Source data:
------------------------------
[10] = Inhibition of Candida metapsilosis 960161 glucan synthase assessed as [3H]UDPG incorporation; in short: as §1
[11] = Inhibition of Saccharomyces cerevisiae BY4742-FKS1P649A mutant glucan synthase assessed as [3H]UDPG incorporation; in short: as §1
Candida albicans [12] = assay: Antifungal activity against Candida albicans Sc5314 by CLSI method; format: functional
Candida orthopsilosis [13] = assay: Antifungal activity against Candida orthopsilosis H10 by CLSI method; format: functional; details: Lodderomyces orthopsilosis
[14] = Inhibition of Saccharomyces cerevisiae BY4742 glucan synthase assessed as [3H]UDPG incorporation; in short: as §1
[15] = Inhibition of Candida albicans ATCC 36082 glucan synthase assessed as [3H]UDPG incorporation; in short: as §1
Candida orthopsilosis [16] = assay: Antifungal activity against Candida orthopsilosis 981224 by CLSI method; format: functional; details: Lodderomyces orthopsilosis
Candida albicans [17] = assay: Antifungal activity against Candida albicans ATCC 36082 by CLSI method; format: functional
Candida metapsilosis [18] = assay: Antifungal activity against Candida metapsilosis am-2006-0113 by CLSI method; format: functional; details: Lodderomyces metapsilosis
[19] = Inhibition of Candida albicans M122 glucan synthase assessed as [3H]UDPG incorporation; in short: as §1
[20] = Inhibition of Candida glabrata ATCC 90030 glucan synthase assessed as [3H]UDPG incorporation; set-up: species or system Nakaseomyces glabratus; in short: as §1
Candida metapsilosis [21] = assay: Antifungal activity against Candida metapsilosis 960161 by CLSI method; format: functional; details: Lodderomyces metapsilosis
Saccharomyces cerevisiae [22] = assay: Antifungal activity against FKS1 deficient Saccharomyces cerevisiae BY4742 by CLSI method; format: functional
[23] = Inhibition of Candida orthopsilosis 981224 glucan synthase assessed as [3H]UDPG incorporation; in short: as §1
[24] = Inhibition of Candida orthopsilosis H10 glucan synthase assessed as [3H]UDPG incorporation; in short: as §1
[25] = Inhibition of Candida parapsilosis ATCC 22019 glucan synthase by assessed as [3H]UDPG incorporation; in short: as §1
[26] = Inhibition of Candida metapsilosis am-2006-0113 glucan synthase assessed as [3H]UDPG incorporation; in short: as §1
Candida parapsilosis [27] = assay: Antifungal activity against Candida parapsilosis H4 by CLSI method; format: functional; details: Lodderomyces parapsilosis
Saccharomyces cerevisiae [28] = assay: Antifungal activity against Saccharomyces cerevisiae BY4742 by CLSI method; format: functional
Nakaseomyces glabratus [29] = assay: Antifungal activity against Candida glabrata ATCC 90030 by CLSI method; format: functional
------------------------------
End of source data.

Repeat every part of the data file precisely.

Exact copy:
[10] = Inhibition of Candida metapsilosis 960161 glucan synthase assessed as [3H]UDPG incorporation; in short: as §1
[11] = Inhibition of Saccharomyces cerevisiae BY4742-FKS1P649A mutant glucan synthase assessed as [3H]UDPG incorporation; in short: as §1
Candida albicans [12] = assay: Antifungal activity against Candida albicans Sc5314 by CLSI method; format: functional
Candida orthopsilosis [13] = assay: Antifungal activity against Candida orthopsilosis H10 by CLSI method; format: functional; details: Lodderomyces orthopsilosis
[14] = Inhibition of Saccharomyces cerevisiae BY4742 glucan synthase assessed as [3H]UDPG incorporation; in short: as §1
[15] = Inhibition of Candida albicans ATCC 36082 glucan synthase assessed as [3H]UDPG incorporation; in short: as §1
Candida orthopsilosis [16] = assay: Antifungal activity against Candida orthopsilosis 981224 by CLSI method; format: functional; details: Lodderomyces orthopsilosis
Candida albicans [17] = assay: Antifungal activity against Candida albicans ATCC 36082 by CLSI method; format: functional
Candida metapsilosis [18] = assay: Antifungal activity against Candida metapsilosis am-2006-0113 by CLSI method; format: functional; details: Lodderomyces metapsilosis
[19] = Inhibition of Candida albicans M122 glucan synthase assessed as [3H]UDPG incorporation; in short: as §1
[20] = Inhibition of Candida glabrata ATCC 90030 glucan synthase assessed as [3H]UDPG incorporation; set-up: species or system Nakaseomyces glabratus; in short: as §1
Candida metapsilosis [21] = assay: Antifungal activity against Candida metapsilosis 960161 by CLSI method; format: functional; details: Lodderomyces metapsilosis
Saccharomyces cerevisiae [22] = assay: Antifungal activity against FKS1 deficient Saccharomyces cerevisiae BY4742 by CLSI method; format: functional
[23] = Inhibition of Candida orthopsilosis 981224 glucan synthase assessed as [3H]UDPG incorporation; in short: as §1
[24] = Inhibition of Candida orthopsilosis H10 glucan synthase assessed as [3H]UDPG incorporation; in short: as §1
[25] = Inhibition of Candida parapsilosis ATCC 22019 glucan synthase by assessed as [3H]UDPG incorporation; in short: as §1
[26] = Inhibition of Candida metapsilosis am-2006-0113 glucan synthase assessed as [3H]UDPG incorporation; in short: as §1
Candida parapsilosis [27] = assay: Antifungal activity against Candida parapsilosis H4 by CLSI method; format: functional; details: Lodderomyces parapsilosis
Saccharomyces cerevisiae [28] = assay: Antifungal activity against Saccharomyces cerevisiae BY4742 by CLSI method; format: functional
Nakaseomyces glabratus [29] = assay: Antifungal activity against Candida glabrata ATCC 90030 by CLSI method; format: functional